A federal grand jury indicted three people Monday for allegedly using counterfeit credit cards (search) to ring up millions of dollars in fraudulent purchases in the United States and Canada between 1998 and 2001.

The case "may be one of the largest counterfeit credit card rings ever discovered in North America," said Paul Morrissey, special agent in charge of the Secret Service's (search) San Francisco field office.

Prosecutors said the suspects stole credit card numbers and used the accounts to make purchases in San Francisco, New York, Philadelphia, Seattle, and the Canadian cities of Calgary and Vancouver between 1998 and 2001.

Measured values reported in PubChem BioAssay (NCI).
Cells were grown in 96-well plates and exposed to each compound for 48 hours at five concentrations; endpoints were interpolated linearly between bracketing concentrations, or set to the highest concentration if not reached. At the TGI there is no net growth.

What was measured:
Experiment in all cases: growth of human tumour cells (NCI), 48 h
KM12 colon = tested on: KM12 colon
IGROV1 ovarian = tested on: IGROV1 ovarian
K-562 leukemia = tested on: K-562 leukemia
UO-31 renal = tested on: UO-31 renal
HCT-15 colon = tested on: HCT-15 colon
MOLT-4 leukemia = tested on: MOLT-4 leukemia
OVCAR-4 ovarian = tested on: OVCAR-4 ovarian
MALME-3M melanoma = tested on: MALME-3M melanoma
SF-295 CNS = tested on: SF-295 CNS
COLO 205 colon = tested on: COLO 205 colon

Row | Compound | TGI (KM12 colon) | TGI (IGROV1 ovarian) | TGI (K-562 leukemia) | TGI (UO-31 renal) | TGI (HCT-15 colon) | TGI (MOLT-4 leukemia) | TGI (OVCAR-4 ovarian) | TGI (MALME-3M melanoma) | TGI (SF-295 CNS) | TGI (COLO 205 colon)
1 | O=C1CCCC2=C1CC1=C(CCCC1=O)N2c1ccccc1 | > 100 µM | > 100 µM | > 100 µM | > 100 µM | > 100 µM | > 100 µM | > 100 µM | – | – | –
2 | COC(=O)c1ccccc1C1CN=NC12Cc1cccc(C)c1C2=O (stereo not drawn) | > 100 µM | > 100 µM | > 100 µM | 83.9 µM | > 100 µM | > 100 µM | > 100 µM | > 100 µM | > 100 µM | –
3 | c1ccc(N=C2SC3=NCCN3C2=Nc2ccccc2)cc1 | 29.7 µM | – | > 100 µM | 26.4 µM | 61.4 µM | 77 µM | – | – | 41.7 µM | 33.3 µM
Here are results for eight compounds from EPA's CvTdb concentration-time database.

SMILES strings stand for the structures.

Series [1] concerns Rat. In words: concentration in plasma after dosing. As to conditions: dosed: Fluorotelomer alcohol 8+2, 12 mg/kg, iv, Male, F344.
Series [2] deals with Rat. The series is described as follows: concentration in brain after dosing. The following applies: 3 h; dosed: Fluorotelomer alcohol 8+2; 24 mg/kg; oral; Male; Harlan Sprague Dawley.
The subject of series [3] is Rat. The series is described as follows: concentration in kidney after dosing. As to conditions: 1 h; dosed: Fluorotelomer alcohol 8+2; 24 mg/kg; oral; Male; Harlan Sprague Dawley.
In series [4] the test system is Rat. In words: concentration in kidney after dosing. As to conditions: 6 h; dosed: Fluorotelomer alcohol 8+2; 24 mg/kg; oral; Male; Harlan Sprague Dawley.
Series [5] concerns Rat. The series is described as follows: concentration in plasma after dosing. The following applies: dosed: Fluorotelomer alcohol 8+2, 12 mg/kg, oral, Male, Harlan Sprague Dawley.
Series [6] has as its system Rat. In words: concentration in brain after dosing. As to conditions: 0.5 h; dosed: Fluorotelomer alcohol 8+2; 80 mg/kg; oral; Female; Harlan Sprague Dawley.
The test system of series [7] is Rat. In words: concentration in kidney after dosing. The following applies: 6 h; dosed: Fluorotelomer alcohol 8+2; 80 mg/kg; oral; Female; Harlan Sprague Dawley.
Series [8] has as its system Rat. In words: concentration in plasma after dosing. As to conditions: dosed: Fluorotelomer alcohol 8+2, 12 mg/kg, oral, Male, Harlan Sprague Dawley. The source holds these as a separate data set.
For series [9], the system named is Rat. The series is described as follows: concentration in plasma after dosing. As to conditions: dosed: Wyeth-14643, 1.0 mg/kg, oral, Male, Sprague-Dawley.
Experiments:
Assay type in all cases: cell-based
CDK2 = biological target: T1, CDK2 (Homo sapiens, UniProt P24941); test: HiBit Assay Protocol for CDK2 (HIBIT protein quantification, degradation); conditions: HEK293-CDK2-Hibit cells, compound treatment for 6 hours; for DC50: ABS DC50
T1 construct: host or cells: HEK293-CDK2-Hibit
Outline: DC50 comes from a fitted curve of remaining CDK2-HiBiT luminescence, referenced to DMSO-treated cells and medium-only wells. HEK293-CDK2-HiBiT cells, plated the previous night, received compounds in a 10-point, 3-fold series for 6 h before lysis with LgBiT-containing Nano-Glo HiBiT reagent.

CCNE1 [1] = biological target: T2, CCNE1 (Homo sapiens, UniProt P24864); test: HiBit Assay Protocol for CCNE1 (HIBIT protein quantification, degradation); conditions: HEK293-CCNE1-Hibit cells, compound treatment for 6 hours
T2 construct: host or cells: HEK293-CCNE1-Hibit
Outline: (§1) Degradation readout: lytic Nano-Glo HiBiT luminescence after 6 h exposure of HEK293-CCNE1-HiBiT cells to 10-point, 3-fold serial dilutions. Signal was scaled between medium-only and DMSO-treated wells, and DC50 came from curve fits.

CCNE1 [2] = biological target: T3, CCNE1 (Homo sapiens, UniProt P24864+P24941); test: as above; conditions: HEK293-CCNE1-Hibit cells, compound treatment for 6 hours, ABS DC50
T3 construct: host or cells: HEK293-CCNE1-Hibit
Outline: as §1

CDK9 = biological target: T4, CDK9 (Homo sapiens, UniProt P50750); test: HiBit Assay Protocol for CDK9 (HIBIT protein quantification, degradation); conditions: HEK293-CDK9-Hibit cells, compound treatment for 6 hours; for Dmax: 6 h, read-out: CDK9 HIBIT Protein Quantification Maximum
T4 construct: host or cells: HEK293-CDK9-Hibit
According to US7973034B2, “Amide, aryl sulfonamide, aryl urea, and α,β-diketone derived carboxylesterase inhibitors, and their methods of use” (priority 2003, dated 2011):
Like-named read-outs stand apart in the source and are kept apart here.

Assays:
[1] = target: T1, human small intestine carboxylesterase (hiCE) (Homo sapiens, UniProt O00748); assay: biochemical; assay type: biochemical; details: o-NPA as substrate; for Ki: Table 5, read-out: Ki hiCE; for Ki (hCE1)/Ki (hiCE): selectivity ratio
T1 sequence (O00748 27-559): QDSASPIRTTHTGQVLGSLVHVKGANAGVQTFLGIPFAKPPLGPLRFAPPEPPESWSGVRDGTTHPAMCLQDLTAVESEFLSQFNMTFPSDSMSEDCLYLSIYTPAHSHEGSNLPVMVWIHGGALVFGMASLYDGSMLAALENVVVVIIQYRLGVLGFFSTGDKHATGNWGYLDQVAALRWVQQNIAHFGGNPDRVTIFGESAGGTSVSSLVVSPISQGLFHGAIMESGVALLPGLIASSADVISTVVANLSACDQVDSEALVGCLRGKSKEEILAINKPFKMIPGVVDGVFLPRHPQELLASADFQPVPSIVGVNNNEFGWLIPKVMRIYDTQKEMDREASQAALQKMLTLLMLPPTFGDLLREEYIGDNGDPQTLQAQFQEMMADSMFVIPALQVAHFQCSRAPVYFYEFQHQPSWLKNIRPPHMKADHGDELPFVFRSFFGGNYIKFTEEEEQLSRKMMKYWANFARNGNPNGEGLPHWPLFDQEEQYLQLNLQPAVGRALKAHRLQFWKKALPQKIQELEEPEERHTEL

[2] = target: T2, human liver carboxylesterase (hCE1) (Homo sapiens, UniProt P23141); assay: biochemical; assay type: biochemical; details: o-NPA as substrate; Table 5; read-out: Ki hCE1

Raids in Oakland, Calif., and Vancouver turned up thousands of phony cards and equipment needed to make them, authorities said.

Investigators also allegedly found thousands of stolen account numbers from American Express, CitiBank, Wells Fargo, Capitol One Bank, and the Portland (Ore.) Teachers Credit Union.

The suspects were identified as Sun Keung Lee, 44, of Vancouver, British Columbia; Eva Yok Yau Eng, 54, of Lafayette, Calif.; and Sandy Ru Zhong, 41, of San Lorenzo, Calif.

Each was charged with conspiring to produce, use, and traffic in counterfeit access devices.

Zhong and Eng was released on bond. Federal prosecutors say Lee, who remains a fugitive, led the scheme. Each faces up to five years imprisonment and financial penalties.

The suspects could not immediately be reached for comment.